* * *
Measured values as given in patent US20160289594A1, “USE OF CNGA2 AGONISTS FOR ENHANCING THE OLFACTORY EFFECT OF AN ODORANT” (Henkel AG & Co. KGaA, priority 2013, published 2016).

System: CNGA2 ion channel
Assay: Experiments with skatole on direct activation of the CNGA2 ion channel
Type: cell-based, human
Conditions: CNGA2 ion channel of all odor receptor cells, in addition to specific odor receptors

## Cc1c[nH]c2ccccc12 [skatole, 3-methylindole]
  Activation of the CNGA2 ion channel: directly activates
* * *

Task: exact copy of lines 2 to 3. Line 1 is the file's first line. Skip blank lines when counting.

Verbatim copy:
System: CNGA2 ion channel
Assay: Experiments with skatole on direct activation of the CNGA2 ion channel